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The Governor-General has received Scott Watson's petition to be pardoned and hopes to decide his fate within three months.
Watson, who was convicted of the murders of Ben Smart and Olivia Hope in 1998 and sentenced to a minimum non-parole period of 17 years in prison, wrote a 22-page letter late last year asking for a pardon or retrial in the Court of Appeal.
Ben and Olivia were last seen in the early hours of January 1, 1998 boarding a yacht in the Marlborough Sounds. Their bodies were never found.
After applications for retrials were denied by the Court of Appeal and the Privy Council, Watson was left with no choice but to claim a "miscarriage of justice occurred".
Watson's father Chris hopes Governor-General Anand Satyanand will issue a pardon. If that is unsuccessful the father and son want an independent inquiry.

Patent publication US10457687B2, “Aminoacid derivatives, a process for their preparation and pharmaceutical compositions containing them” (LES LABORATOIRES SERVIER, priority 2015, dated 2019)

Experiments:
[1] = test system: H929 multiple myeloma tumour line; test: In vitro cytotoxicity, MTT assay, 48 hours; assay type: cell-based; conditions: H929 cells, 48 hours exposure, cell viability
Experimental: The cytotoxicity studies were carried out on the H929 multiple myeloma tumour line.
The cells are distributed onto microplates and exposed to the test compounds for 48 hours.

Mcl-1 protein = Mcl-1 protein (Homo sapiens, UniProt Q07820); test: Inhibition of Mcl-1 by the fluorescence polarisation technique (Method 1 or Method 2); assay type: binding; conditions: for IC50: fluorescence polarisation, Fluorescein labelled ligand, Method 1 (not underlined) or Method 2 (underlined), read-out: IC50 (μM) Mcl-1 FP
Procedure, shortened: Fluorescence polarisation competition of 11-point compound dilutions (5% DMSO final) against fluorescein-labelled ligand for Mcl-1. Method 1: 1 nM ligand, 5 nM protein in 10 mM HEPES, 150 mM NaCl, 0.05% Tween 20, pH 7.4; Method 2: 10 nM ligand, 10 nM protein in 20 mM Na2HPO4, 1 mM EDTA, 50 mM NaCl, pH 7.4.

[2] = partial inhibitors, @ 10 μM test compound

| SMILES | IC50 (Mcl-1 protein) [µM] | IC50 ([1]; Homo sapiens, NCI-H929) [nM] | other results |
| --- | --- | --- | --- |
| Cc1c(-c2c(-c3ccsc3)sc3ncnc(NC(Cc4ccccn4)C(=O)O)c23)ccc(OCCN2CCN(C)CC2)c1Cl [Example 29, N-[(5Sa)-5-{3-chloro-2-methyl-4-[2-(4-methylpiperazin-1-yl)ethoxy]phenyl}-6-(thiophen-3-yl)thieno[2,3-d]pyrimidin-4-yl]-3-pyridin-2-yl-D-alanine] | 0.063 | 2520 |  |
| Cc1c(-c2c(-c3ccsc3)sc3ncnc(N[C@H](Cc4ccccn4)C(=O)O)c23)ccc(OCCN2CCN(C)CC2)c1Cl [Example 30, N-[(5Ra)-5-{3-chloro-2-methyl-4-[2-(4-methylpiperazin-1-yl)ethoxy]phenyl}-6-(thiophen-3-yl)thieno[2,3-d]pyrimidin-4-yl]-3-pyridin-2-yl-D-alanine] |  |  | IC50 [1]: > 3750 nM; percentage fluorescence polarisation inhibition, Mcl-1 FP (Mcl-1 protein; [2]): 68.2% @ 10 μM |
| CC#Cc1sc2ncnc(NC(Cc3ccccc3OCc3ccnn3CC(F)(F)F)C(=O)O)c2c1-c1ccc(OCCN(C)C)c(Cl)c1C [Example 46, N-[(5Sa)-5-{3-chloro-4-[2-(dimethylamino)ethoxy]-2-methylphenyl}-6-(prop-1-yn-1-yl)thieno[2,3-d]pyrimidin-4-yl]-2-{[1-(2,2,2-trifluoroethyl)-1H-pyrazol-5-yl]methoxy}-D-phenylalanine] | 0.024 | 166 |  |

"I suppose that's the only real way of addressing this situation ... an inquiry along the lines of the Arthur Allan Thomas case," Chris Watson said.
In Watson's application he wrote, "A miscarriage of justice occurred in [Crown] v Watson and this is now undeniable. I am innocent of the murders of Ben Smart and Olivia Hope and had no part in their disappearance."
A letter dated February 13 from the Ministry of Justice outlines the next stage of his petition for a royal prerogative of mercy, or pardon.
The letter says the "Minister of Justice will decide what advice to give the Governor-General".
The minister has the power to recommend three options; decline the application, refer the case back to the Court of Appeal, or grant a full pardon.
Ministry staff will review all the information sent by Watson.
It can then gather more information if needed to review the case.
"The ministry will aim to complete this initial planning stage within about three months of your response."
Chris Watson remains hopeful his son's life behind bars will come to an end but believes the ministry is "optimistic" thinking three months of work will do the case justice.